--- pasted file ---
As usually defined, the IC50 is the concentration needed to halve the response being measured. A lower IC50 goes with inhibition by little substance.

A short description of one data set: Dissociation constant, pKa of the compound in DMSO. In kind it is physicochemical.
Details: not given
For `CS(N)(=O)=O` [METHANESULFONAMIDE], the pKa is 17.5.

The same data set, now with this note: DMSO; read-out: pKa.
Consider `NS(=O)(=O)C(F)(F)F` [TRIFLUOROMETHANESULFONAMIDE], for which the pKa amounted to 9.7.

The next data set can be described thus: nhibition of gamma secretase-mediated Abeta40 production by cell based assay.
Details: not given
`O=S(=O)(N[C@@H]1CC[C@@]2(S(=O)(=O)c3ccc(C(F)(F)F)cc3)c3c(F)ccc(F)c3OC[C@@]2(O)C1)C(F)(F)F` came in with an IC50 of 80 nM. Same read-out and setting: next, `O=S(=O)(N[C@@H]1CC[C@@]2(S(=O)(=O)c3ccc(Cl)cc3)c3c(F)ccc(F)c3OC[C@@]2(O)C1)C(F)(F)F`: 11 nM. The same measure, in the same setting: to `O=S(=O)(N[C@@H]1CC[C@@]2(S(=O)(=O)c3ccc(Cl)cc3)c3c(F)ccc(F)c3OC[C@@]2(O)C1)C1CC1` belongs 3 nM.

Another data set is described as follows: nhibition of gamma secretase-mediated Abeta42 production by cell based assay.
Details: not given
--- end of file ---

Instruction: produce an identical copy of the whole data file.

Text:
As usually defined, the IC50 is the concentration needed to halve the response being measured. A lower IC50 goes with inhibition by little substance.

A short description of one data set: Dissociation constant, pKa of the compound in DMSO. In kind it is physicochemical.
Details: not given
For `CS(N)(=O)=O` [METHANESULFONAMIDE], the pKa is 17.5.

The same data set, now with this note: DMSO; read-out: pKa.
Consider `NS(=O)(=O)C(F)(F)F` [TRIFLUOROMETHANESULFONAMIDE], for which the pKa amounted to 9.7.

The next data set can be described thus: nhibition of gamma secretase-mediated Abeta40 production by cell based assay.
Details: not given
`O=S(=O)(N[C@@H]1CC[C@@]2(S(=O)(=O)c3ccc(C(F)(F)F)cc3)c3c(F)ccc(F)c3OC[C@@]2(O)C1)C(F)(F)F` came in with an IC50 of 80 nM. Same read-out and setting: next, `O=S(=O)(N[C@@H]1CC[C@@]2(S(=O)(=O)c3ccc(Cl)cc3)c3c(F)ccc(F)c3OC[C@@]2(O)C1)C(F)(F)F`: 11 nM. The same measure, in the same setting: to `O=S(=O)(N[C@@H]1CC[C@@]2(S(=O)(=O)c3ccc(Cl)cc3)c3c(F)ccc(F)c3OC[C@@]2(O)C1)C1CC1` belongs 3 nM.

Another data set is described as follows: nhibition of gamma secretase-mediated Abeta42 production by cell based assay.
Details: not given